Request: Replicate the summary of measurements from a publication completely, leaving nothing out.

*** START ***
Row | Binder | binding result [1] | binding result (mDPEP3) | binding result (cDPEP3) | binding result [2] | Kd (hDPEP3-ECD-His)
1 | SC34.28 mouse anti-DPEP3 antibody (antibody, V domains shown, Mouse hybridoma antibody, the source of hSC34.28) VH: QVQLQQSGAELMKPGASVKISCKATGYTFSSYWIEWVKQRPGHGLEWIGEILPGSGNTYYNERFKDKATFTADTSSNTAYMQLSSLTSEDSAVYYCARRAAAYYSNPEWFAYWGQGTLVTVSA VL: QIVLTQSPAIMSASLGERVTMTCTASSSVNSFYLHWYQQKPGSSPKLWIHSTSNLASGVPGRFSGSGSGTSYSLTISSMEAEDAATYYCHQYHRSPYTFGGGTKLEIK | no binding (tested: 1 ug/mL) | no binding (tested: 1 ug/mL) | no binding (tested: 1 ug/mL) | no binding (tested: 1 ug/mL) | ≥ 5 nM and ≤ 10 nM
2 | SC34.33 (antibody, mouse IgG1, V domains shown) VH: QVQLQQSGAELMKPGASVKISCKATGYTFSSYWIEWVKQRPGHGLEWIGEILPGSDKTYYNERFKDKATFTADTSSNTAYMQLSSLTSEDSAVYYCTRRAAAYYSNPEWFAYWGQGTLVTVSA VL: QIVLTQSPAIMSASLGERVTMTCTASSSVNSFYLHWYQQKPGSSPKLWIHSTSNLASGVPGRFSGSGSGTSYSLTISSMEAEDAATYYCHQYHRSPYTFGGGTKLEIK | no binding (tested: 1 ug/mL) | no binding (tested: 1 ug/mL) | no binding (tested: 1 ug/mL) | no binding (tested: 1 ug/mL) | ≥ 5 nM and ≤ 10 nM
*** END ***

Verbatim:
Row | Binder | binding result [1] | binding result (mDPEP3) | binding result (cDPEP3) | binding result [2] | Kd (hDPEP3-ECD-His)
1 | SC34.28 mouse anti-DPEP3 antibody (antibody, V domains shown, Mouse hybridoma antibody, the source of hSC34.28) VH: QVQLQQSGAELMKPGASVKISCKATGYTFSSYWIEWVKQRPGHGLEWIGEILPGSGNTYYNERFKDKATFTADTSSNTAYMQLSSLTSEDSAVYYCARRAAAYYSNPEWFAYWGQGTLVTVSA VL: QIVLTQSPAIMSASLGERVTMTCTASSSVNSFYLHWYQQKPGSSPKLWIHSTSNLASGVPGRFSGSGSGTSYSLTISSMEAEDAATYYCHQYHRSPYTFGGGTKLEIK | no binding (tested: 1 ug/mL) | no binding (tested: 1 ug/mL) | no binding (tested: 1 ug/mL) | no binding (tested: 1 ug/mL) | ≥ 5 nM and ≤ 10 nM
2 | SC34.33 (antibody, mouse IgG1, V domains shown) VH: QVQLQQSGAELMKPGASVKISCKATGYTFSSYWIEWVKQRPGHGLEWIGEILPGSDKTYYNERFKDKATFTADTSSNTAYMQLSSLTSEDSAVYYCTRRAAAYYSNPEWFAYWGQGTLVTVSA VL: QIVLTQSPAIMSASLGERVTMTCTASSSVNSFYLHWYQQKPGSSPKLWIHSTSNLASGVPGRFSGSGSGTSYSLTISSMEAEDAATYYCHQYHRSPYTFGGGTKLEIK | no binding (tested: 1 ug/mL) | no binding (tested: 1 ug/mL) | no binding (tested: 1 ug/mL) | no binding (tested: 1 ug/mL) | ≥ 5 nM and ≤ 10 nM